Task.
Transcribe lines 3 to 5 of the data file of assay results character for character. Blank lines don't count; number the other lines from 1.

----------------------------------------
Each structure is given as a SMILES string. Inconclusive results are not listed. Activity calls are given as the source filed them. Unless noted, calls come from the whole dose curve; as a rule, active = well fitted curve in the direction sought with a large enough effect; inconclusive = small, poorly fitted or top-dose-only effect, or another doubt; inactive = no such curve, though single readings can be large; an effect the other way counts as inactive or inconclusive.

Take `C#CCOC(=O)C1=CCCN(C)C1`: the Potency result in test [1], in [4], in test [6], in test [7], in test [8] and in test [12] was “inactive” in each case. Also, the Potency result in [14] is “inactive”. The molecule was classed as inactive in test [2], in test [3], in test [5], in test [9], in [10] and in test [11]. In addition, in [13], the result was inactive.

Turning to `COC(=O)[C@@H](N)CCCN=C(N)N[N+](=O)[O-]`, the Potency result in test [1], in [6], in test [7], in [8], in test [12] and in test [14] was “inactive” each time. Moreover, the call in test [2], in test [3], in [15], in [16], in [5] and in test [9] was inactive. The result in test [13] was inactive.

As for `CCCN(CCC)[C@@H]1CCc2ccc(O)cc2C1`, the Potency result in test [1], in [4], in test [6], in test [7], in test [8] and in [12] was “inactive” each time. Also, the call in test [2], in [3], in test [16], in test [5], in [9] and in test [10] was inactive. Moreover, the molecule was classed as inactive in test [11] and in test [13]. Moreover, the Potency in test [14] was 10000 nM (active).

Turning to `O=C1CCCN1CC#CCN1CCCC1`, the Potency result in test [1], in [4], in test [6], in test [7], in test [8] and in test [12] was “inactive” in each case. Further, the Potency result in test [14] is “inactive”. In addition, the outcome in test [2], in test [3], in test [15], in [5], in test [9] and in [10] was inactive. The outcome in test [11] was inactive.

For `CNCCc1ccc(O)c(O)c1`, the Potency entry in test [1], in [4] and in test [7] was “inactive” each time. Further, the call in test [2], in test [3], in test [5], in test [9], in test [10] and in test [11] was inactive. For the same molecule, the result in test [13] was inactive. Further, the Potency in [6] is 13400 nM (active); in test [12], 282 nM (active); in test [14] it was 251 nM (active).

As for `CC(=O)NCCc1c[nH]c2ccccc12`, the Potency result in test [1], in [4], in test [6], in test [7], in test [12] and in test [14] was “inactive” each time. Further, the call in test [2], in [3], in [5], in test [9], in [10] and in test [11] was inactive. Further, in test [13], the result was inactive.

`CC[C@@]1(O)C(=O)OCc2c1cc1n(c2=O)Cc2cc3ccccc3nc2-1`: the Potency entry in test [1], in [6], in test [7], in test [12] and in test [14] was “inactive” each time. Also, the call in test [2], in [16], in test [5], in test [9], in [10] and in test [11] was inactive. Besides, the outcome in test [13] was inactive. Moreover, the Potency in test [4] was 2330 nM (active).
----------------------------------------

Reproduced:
Turning to `COC(=O)[C@@H](N)CCCN=C(N)N[N+](=O)[O-]`, the Potency result in test [1], in [6], in test [7], in [8], in test [12] and in test [14] was “inactive” each time. Moreover, the call in test [2], in test [3], in [15], in [16], in [5] and in test [9] was inactive. The result in test [13] was inactive.

As for `CCCN(CCC)[C@@H]1CCc2ccc(O)cc2C1`, the Potency result in test [1], in [4], in test [6], in test [7], in test [8] and in [12] was “inactive” each time. Also, the call in test [2], in [3], in test [16], in test [5], in [9] and in test [10] was inactive. Moreover, the molecule was classed as inactive in test [11] and in test [13]. Moreover, the Potency in test [14] was 10000 nM (active).

Turning to `O=C1CCCN1CC#CCN1CCCC1`, the Potency result in test [1], in [4], in test [6], in test [7], in test [8] and in test [12] was “inactive” in each case. Further, the Potency result in test [14] is “inactive”. In addition, the outcome in test [2], in test [3], in test [15], in [5], in test [9] and in [10] was inactive. The outcome in test [11] was inactive.